Postcard from Berlin, by Andrew Grant
Neil, Frances, Mike, Mathieu –
Greetings from Berlin.
A thought occurred to me while reading your letters – have I actually ever referred to myself in conversation as a cinephile? Though I’ve been called one on numerous occasions, and certainly align myself with the more-or-less agreed upon definition of the word in that I’m interested in (to quote Girish Shambu from his inaugural post on the site) “the discourse surrounding films”, it’s little more than a label used to distinguish ourselves from those who simply love and see films as often as we do. I mention that not to knock the word, or anyone who proudly considers him/herself one, but I think there’s no question that the democratizing nature of the Internet is, in some ways, responsible for resurrecting the label, and giving it a new significance.
I grew up in New York City in the years just prior to the home video craze, when Manhattan’s many art and repertory cinemas were still going strong. The son of a passionate film lover (who also worked in the film industry), much of my childhood was spent inside darkened rooms, and on weekends it wasn’t uncommon for me to see two or three films a day. The theaters were often quite full, with an audience of dedicated and appreciative enthusiasts that was as diverse as the city itself. There was always genuine excitement in the air, for short of catching these films on late night TV (broken up by frequent commercial interruptions) this was the only way to see the films of yore.
At this time one could of course turn to printed materials to read up on these films, but outside of meeting friends with shared interests, there were few avenues of expression for the would-be cinephile. As far as I know, there never was much of a ‘zine culture for film (outside of cult cinema), and though my memory could be deceiving me, I recall many people being on their own in these cinemas. Would we refer to these people as cinephiles, or was that title limited solely to academics or those who wrote about film for a living?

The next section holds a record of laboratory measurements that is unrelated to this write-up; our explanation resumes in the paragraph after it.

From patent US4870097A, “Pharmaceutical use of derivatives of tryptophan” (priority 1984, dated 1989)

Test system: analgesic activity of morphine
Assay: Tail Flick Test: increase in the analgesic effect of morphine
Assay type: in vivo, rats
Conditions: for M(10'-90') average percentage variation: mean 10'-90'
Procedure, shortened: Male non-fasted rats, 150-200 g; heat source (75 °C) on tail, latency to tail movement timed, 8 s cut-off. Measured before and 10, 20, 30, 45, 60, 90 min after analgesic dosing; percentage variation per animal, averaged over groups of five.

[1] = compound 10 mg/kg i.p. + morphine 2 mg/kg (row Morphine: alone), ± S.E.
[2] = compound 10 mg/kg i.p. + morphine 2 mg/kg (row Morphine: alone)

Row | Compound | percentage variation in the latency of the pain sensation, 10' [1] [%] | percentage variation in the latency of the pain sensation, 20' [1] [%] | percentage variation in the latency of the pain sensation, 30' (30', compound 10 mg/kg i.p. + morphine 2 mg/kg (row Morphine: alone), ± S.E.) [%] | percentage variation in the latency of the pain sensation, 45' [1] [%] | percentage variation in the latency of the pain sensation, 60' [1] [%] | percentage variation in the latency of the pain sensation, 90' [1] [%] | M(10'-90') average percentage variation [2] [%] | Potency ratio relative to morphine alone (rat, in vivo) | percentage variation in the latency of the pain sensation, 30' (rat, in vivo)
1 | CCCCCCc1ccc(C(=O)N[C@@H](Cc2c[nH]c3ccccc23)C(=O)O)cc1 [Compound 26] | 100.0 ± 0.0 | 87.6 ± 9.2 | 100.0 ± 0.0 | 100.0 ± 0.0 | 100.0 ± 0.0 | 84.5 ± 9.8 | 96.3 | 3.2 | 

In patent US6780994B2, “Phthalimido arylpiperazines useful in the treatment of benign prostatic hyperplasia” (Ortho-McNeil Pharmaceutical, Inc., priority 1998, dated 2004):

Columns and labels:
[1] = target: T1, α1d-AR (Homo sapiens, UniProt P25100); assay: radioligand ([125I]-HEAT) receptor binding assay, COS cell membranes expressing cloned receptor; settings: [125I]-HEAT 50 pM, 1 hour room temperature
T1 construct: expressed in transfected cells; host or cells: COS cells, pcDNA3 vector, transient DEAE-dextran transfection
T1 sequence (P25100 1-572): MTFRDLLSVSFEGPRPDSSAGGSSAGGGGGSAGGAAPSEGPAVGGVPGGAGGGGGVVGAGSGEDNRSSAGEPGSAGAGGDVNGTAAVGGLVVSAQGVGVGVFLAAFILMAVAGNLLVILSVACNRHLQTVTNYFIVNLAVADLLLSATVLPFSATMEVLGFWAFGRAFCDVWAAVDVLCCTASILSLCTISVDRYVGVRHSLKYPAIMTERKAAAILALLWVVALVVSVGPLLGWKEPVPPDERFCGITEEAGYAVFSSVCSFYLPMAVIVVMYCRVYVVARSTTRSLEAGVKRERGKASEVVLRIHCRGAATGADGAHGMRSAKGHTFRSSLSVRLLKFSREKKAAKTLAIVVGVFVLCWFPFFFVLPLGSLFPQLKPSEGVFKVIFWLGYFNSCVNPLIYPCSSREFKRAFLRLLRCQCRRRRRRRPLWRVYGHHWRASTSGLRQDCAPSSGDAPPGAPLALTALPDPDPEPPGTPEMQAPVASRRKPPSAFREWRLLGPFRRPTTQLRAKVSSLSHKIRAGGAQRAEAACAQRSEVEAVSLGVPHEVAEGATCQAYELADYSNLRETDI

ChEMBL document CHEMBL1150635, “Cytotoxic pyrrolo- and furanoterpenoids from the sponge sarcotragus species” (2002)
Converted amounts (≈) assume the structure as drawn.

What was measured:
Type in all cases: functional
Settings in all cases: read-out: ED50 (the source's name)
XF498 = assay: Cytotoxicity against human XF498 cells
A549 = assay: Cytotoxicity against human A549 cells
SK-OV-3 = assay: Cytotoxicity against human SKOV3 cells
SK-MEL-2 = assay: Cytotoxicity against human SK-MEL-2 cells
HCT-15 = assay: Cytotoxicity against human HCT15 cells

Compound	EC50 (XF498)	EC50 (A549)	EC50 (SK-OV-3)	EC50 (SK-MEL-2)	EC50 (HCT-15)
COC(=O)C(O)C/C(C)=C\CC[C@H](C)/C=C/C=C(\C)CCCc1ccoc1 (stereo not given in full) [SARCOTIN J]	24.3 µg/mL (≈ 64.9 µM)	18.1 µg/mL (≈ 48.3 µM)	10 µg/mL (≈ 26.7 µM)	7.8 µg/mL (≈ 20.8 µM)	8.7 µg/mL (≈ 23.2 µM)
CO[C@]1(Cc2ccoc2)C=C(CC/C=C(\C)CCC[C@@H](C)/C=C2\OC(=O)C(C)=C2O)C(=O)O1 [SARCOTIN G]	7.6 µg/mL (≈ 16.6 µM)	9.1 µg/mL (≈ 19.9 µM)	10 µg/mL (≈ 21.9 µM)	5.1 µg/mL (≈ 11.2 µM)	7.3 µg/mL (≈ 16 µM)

Thanks to the Internet everybody can be (and is) a critic, and there’s no shortage of information out there on just about any film ever made. Need to find fellow travelers with which to discuss that rare Peter Nestler documentary? No problem. Aching to see the Lindy Hop scene from Hellzapoppin at 3am? YouTube can provide. The combination of access to everything and a platform in which to share one’s thoughts has given rise to this new cinephilia, and for the most part we are better off for it. However, there’s also a tremendous amount of noise out there from armchair critics and the dreaded fanboy (or girl). Now that the paid vs. unpaid, professional vs. amateur war is over, the cinephile label is what separates writers and commenters on mubi.com from those at movies.com, Daves Kehr from Poland, etc.
At the very least, I do believe that 21st-century cinephilia meets Neil’s broad type of “church” expectation, and it’s refreshing to see marginalized or otherwise ignored cinema given the consideration and distribution traditionally reserved only for those in the canon. Yet there are times I can’t help but wonder if there isn’t a downside to this immediate access to everything, or if those concerns are clearly just a sign of my age. Something Frances wrote has been turning in my head all day – “The obsession that drives fandom is not so different from that which drives cinephilia – to commit to either requires passion, amassed knowledge, long hours spent in an alternate world.” While there are no shortcuts when it comes to the time required to watch a film, I feel that there’s something lost when one can, with the greatest of ease, amass the collected works of a given director in an afternoon. For years, Jacques Rivette’s Out 1 was a holy grail for many; a nearly impossible film to see. Last year, I watched it on my iPhone while riding on the New York City subway; an act that was wrong on many levels.
Access alone isn’t a threat to cinephilia, but perhaps oversaturation, overexposure and increased temptation precludes specialization? Might not the way (or rate) at which we consume media affect our ability to adequately reflect on it? This of course raises the whole “slow criticism” argument, but perhaps that’s best saved for another time…
You will find all related posts in the Online Roundtable 1 .